Disappointed in the snorkeling, we dingy along the shore on the way back to the boat and stopped on a sandy beach that at one time had a small bar. To accommodate or more aptly take advantage of the thirty sailors, there are numerous bars throughout the islands, which range from anchored boats where you can tie up and a get a beer or shot of rum to fancy establishments with upholstered chairs, froufrou appetizers, live music, and drinks with umbrellas and multiple liquors like a Royal Navy Fog Cutter (Pusser’s Rum, gin, lemon juice, orange juice, orgeat syrup, dash of Cointreau, and club soda) or Deep Six (Pusser’s Rum, lime juice, sugar syrup, and champagne).
Pusser’s is a BVI institution. Throughout BVI, there are Pusser’s stores, restaurants, and most of all, bottles of rum. Founded in 1655, Pusser’s is the “father of navy rum” and the original grog that was issued to sailors of Great Britain‘s Royal Navy from 1655 through 1970. It’s hard to imagine that rum was the daily libation on pitching ships, where attentiveness is key to safe sailing.
The breath of a beach, where we stopped near Sandy Spit, had a small, beat-up boat on it, which had been modified to enable people to sit around the pilothouse and order a drink. The boat was now nothing more than debris rising above wealth of riffraff and trash the waves deposited – cans, bottles, shoes, swim fins, buckets, fishing nets, dishes, utensils, and other stuff that had fallen off boats, or more likely, washed into the ocean.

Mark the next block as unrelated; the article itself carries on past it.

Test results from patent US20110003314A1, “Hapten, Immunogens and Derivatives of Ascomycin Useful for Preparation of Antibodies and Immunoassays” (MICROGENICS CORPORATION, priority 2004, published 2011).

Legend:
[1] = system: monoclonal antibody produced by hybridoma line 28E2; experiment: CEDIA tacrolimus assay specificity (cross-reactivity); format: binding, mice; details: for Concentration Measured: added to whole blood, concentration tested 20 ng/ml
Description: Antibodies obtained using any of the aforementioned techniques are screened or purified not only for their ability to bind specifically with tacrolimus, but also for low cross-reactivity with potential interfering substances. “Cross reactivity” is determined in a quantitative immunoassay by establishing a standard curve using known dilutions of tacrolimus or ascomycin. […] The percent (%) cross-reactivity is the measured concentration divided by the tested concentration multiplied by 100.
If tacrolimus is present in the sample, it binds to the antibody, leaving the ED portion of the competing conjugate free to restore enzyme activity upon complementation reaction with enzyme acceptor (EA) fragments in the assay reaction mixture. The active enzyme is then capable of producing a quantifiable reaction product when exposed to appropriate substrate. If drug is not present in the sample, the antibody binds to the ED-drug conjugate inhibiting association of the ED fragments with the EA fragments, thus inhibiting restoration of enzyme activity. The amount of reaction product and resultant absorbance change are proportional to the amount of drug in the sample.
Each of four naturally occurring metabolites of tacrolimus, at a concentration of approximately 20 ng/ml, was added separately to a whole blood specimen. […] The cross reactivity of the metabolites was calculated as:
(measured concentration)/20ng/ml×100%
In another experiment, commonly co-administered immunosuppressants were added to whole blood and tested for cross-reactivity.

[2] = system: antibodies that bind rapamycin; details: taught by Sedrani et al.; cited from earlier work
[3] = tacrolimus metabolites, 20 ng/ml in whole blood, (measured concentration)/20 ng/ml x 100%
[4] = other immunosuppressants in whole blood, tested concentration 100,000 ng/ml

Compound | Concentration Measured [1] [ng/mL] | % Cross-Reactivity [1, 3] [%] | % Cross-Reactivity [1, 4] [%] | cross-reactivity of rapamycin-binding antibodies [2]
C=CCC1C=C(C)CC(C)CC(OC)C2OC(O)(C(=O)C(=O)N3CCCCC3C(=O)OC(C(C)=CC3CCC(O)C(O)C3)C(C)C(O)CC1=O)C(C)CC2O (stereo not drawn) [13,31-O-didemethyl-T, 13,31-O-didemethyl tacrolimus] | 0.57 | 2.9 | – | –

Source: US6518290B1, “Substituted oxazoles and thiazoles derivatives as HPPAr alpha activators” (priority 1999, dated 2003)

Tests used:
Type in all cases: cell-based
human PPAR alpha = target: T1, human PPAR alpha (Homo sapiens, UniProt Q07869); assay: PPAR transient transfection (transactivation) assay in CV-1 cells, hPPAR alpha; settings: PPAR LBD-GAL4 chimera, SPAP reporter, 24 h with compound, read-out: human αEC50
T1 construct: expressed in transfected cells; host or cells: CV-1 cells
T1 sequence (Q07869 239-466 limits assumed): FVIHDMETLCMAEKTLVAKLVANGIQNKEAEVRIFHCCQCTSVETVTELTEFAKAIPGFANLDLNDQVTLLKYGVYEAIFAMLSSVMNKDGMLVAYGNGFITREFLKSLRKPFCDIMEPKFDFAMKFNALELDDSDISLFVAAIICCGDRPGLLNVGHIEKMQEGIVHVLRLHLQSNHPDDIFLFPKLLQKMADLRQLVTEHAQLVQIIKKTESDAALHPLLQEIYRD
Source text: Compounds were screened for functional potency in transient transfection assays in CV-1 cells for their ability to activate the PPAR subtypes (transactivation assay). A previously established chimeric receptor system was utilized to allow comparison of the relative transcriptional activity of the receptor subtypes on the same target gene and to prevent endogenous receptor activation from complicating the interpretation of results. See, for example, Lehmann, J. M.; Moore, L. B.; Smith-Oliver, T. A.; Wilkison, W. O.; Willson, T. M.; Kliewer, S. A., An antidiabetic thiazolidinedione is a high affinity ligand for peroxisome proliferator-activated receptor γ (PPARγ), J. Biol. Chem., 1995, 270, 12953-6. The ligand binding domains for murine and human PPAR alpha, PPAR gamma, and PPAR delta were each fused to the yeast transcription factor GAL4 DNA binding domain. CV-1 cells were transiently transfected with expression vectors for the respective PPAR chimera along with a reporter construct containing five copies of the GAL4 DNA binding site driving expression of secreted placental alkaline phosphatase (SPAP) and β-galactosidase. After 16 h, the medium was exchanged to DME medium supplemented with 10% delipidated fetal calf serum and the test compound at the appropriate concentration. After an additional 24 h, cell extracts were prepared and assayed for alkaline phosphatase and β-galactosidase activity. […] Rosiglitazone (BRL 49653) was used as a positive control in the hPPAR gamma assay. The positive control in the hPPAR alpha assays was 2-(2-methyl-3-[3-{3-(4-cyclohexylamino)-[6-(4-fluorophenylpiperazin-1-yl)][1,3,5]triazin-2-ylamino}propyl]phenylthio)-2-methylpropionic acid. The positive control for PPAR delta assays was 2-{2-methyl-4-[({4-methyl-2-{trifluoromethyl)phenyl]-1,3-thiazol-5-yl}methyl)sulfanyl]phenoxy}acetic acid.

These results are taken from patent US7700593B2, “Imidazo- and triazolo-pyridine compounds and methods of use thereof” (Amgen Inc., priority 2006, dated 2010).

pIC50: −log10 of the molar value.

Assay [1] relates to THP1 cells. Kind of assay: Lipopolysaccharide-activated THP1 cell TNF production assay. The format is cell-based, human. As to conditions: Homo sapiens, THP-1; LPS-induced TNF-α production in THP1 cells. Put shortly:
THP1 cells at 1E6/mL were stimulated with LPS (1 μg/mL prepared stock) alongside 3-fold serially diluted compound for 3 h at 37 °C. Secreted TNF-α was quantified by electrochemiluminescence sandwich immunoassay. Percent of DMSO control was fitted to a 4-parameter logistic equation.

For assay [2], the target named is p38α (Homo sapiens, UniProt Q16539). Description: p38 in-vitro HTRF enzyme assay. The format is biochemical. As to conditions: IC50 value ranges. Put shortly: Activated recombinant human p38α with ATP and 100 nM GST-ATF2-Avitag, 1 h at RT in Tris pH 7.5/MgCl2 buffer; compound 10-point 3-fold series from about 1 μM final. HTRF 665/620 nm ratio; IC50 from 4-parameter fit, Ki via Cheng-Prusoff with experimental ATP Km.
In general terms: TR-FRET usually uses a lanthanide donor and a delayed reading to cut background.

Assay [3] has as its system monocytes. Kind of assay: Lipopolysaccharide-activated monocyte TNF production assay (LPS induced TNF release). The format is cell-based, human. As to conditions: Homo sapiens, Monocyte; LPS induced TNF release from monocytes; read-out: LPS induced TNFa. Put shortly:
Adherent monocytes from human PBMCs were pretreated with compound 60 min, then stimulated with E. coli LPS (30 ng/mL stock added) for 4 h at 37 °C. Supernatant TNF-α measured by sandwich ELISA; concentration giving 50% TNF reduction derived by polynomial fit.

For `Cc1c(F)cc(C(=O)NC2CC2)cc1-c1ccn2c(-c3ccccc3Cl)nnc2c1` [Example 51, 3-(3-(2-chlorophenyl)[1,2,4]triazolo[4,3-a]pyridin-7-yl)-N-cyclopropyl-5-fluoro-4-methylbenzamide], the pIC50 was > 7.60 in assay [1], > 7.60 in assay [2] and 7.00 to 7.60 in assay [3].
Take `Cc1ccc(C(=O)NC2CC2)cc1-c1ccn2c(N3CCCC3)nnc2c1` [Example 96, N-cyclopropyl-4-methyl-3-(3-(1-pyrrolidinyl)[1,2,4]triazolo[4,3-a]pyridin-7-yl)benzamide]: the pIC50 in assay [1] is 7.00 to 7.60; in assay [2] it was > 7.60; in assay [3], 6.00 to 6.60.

As far as we can tell, there is no recycling in BVI and no desire on the part of the residents to consistently use trashcans rather than gullies, parkways, bushes, and the beaches.
On many of the island, roosters, chickens and goats roam free. I don’t know whether these animals are eventually eaten or domesticated livestock returning to nature. On the deserted beach, near the dilapidated boat-bar, Rich found jaw bones from a small goat. Its teeth were blackened. I suspect that it had been barbequed in a fire pit we spotted on the beach.
Yes, I took one of the bones, which I cleaned with bleach and a toothbrush when I got home. It’s next to the deer jaw bones I found in Texas.
Above, you can see how dark we were by the fourth day… and slightly red. This stunning self-portrait was taken after we ate dinner and before we started to watch the sunset. Every evening, I smashed up some mint leaves with sugar and a squeeze of lime juice. I’d then divide the mixture into two glasses, add ice up to the top and fill almost to the top with club soda. Rich would then pour of splash of rum in my glasses and a finger or two into his. Now you know why he looks a bit wasted in the picture above!